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Author: Ryan, Pam Munoz
Lost in the Black Forest, Otto meets three mysterious sisters and finds himself entwined in a prophecy, a promise, and a harmonica--and decades later three children, Friedrich in Germany, Mike in Pennsylvania, and Ivy in California find themselves caught up in the same thread of destiny in the darkest days of the twentieth century, struggling to keep their families intact, and tied together by the music of the same harmonica.
|Accelerated Reader Information:|
Interest Level: MG
Reading Level: 4.90
Points: 13.0 Quiz: 171965
|Reading Counts Information:|
Interest Level: 6-8
Reading Level: 4.20
Points: 20.0 Quiz: 65307
Newbery Honor, 2016
Common Core Standards
Grade 5 → Reading → RL Literature → 5.RL Key Ideas & Details
Grade 5 → Reading → RL Literature → 5.RL Range of Reading & Level of Text Complexity
Grade 6 → Reading → RL Literature → 6.RL Key Ideas & Details
Grade 6 → Reading → RL Literature → 6.RL Range of Reading & Level of Text Complexity
Kirkus Reviews (+) (12/15/14)
School Library Journal (+) (12/01/14)
The Bulletin of the Center for Children's Books (+) (03/15)
The Hornbook (00/03/15)
Full Text Reviews:
School Library Journal - 12/01/2014 Gr 5–8—"Long before enchantment was eclipsed by doubt," a young boy named Otto lost in the woods is rescued by three sisters imprisoned there by a witch's curse. In return, he promises to help break the curse by carrying their spirits out of the forest in a mouth harp and passing the instrument along when the time is right. The narrative shifts to the 20th century, when the same mouth harp (aka harmonica) becomes the tangible thread that connects the stories of three children: Friedrich, a disfigured outcast; Mike, an impoverished orphan; and Ivy, an itinerant farmer's child. Their personal struggles are set against some of the darkest eras in human history: Friedrich, the rise of Nazi Germany; Mike, the Great Depression; Ivy, World War II. The children are linked by musical talent and the hand of fate that brings Otto's harmonica into their lives. Each recognizes something unusual about the instrument, not only its sound but its power to fill them with courage and hope. Friedrich, Mike, and Ivy are brought together by music and destiny in an emotionally triumphant conclusion at New York's Carnegie Hall. Meticulous historical detail and masterful storytelling frame the larger history, while the story of Otto and the cursed sisters honor timeless and traditional folktales. Ryan has created three contemporary characters who, through faith and perseverance, write their own happy endings, inspiring readers to believe they can do the same.—Marybeth Kozikowski, Sachem Public Library, Holbrook, NY - Copyright 2014 Publishers Weekly, Library Journal and/or School Library Journal used with permission.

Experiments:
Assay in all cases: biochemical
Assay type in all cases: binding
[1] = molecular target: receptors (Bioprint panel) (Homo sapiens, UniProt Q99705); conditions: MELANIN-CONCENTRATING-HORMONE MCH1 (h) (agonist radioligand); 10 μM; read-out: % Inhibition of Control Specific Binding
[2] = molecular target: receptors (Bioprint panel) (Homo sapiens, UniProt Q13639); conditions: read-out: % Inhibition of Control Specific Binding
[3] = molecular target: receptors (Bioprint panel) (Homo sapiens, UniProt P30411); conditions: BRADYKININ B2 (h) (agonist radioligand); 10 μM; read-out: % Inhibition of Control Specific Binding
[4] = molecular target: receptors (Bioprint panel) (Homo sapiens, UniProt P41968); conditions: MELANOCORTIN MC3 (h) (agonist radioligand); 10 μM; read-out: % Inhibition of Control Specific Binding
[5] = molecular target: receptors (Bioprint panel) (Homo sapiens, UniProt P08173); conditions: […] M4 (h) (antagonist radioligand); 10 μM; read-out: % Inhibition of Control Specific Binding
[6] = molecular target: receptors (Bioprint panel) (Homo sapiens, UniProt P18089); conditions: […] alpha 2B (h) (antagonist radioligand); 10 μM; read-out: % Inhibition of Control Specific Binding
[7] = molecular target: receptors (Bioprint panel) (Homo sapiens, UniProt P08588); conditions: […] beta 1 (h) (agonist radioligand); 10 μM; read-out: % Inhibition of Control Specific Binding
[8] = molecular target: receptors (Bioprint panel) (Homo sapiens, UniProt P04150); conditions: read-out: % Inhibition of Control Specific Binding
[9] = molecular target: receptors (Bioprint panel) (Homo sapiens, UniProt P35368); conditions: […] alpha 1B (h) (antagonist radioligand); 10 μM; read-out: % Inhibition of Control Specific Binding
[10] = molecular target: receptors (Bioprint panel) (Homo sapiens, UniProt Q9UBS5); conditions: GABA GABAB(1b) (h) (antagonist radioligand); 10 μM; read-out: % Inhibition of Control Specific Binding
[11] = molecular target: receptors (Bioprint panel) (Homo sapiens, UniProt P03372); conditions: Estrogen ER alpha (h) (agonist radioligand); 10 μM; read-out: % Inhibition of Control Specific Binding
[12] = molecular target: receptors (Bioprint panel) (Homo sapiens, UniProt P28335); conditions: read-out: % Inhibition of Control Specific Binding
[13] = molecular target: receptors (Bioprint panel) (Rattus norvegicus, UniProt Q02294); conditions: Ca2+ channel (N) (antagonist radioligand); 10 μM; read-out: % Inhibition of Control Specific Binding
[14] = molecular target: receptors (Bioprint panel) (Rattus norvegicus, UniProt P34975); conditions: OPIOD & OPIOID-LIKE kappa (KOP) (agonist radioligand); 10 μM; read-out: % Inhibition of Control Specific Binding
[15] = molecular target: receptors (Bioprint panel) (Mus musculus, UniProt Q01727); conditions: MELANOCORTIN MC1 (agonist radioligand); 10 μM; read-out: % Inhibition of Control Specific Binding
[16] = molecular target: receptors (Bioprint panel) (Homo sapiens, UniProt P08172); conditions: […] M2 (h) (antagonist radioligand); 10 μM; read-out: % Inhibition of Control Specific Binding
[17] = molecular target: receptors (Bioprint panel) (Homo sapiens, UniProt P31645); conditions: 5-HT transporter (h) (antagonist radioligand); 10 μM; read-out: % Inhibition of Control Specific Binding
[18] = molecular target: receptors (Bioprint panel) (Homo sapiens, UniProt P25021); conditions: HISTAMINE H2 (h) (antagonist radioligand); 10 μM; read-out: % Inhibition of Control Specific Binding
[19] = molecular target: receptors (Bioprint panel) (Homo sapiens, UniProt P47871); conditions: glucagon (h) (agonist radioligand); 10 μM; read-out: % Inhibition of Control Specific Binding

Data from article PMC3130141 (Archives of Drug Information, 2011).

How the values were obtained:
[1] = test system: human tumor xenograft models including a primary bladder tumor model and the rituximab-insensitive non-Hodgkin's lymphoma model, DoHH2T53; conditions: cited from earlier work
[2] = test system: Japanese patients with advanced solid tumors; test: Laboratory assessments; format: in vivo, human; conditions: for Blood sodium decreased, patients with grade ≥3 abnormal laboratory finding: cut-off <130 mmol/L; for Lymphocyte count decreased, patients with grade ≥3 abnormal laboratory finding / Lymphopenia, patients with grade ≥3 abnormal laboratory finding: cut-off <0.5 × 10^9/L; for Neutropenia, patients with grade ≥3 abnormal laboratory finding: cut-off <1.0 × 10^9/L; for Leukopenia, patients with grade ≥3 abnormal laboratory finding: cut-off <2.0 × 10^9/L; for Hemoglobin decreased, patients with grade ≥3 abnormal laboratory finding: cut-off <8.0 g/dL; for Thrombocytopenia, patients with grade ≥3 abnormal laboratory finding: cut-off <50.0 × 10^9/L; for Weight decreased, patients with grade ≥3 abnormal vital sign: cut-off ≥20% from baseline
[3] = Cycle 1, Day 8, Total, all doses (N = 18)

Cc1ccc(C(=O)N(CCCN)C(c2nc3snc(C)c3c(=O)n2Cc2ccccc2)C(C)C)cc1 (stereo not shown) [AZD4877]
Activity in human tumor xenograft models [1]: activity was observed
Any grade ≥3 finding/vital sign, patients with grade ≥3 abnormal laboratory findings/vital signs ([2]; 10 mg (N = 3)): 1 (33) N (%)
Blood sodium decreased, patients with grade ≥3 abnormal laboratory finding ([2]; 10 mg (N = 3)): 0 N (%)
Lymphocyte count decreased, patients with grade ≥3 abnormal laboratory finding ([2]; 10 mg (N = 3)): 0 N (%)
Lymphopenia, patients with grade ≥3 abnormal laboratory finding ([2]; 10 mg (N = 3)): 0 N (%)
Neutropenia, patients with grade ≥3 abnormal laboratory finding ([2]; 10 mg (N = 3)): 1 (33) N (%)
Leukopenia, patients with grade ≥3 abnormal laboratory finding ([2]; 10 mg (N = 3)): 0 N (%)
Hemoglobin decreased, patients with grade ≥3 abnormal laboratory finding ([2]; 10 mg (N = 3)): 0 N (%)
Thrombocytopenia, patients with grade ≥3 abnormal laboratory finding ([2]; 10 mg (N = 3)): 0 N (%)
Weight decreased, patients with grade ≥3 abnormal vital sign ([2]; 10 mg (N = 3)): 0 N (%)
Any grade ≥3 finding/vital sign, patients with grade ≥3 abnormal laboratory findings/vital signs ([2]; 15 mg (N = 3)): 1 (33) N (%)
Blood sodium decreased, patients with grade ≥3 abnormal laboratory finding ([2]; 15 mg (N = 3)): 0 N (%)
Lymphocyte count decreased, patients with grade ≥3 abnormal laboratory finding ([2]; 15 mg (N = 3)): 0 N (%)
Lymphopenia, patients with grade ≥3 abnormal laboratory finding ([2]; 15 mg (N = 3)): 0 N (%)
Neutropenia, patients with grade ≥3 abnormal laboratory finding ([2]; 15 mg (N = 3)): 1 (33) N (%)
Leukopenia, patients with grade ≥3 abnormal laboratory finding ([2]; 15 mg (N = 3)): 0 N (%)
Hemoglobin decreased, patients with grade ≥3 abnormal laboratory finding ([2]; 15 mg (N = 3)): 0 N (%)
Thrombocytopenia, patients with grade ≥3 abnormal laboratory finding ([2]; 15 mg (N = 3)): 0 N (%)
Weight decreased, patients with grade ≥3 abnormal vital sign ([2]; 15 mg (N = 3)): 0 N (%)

Bulletin for the Center... - 03/01/2015 In the nineteenth century, a young boy, Otto Messenger, buys a book from a gypsy and finds himself involved in the strange, unfinished tale within its pages. Lost in the woods, he meets the three cursed women of the story, who tie their fate to the harmonica the gypsy gave him with the book. The enchanted harmonica travels: in 1933 in Germany, young Friedrich Schmidt, bullied away from his school because of his facial birthmark and his obsession with conducting music only he can hear, works at a harmonica factory before his father is sent to a re-education camp for consorting with Jews and playing music the Führer finds vulgar. In 1935 in Philadelphia, two orphaned boys are adopted by a grieving woman according to the terms of her father’s will, but a misunderstanding prompts the older boy to set his sights on joining Albert Hoxie’s Philadelphia Harmonica Band. In 1942 in California, Ivy Maria Lopez is crushed when her father moves the family to a new farm to act as caretaker while its Japanese owners are relocated to an internment camp, requiring her to leave her music program behind. In the hands of each new owner, the harmonica brings hope, beauty and joy to those who hear it, but it isn’t until Ivy gives it to Kenny Yamamoto that it completes its destiny, and Otto’s book is finally finished. Ryan’s ingenious plotting harmonizes as sweetly as the famed mouth harp itself, and her eloquent prose breathes life and energy into likable characters whose stories are individually compelling and historically resonant as it treats elements such as the forced sterilization of “defective” Germans, the practice of farming out teen orphans for wage work, the existence of a professional harmonica band, and segregated schools in California. The embellishment of fantasy lightens without trivializing the history; instead, it traces a thread of hope and indomitable human spirit through dark times. Each extended episode has its own theme song from the period, with instructions on how to play it on a harmonica; lots of scope for imaginative programming here. KC - Copyright 2015 The Board of Trustees of the University of Illinois.